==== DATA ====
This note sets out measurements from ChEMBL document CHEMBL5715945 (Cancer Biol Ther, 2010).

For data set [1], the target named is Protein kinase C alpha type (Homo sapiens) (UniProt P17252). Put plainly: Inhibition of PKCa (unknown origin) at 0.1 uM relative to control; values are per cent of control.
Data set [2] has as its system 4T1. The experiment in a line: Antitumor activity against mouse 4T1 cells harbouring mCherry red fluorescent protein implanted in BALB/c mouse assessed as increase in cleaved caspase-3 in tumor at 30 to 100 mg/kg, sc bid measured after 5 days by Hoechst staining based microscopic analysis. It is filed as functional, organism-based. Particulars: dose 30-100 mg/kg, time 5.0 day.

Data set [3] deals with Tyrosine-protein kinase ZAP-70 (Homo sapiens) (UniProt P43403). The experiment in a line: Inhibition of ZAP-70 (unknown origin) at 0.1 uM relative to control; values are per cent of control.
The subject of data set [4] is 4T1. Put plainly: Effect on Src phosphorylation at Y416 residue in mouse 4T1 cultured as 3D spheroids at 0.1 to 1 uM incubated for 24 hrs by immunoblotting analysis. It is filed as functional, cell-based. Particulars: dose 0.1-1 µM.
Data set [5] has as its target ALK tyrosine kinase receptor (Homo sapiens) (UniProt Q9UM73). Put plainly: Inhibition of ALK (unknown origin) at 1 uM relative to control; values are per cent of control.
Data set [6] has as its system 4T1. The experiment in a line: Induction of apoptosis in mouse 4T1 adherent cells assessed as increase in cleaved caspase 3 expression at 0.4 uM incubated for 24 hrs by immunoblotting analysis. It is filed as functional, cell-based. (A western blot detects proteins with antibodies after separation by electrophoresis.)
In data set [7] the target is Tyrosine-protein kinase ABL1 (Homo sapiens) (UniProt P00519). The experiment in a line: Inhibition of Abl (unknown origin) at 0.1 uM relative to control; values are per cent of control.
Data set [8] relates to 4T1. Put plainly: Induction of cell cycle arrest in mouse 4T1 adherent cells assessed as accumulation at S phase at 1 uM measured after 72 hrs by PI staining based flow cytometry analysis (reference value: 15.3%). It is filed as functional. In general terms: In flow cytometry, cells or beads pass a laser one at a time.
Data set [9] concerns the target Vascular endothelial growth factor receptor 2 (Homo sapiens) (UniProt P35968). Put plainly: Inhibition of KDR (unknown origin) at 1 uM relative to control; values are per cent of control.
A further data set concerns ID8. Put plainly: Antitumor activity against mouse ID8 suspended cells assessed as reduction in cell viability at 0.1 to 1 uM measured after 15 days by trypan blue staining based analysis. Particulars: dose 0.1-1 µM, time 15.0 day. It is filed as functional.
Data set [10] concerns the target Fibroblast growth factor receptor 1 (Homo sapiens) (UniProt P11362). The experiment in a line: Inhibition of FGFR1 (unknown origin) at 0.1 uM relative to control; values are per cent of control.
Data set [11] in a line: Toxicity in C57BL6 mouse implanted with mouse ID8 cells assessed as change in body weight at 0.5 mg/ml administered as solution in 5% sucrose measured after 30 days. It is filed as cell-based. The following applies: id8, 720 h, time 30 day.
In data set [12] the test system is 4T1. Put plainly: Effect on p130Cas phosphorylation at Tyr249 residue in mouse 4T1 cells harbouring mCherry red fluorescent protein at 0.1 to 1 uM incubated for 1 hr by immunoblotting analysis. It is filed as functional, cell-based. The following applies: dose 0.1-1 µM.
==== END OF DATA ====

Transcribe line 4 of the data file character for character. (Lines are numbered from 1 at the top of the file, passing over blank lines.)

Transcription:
Data set [3] deals with Tyrosine-protein kinase ZAP-70 (Homo sapiens) (UniProt P43403). The experiment in a line: Inhibition of ZAP-70 (unknown origin) at 0.1 uM relative to control; values are per cent of control.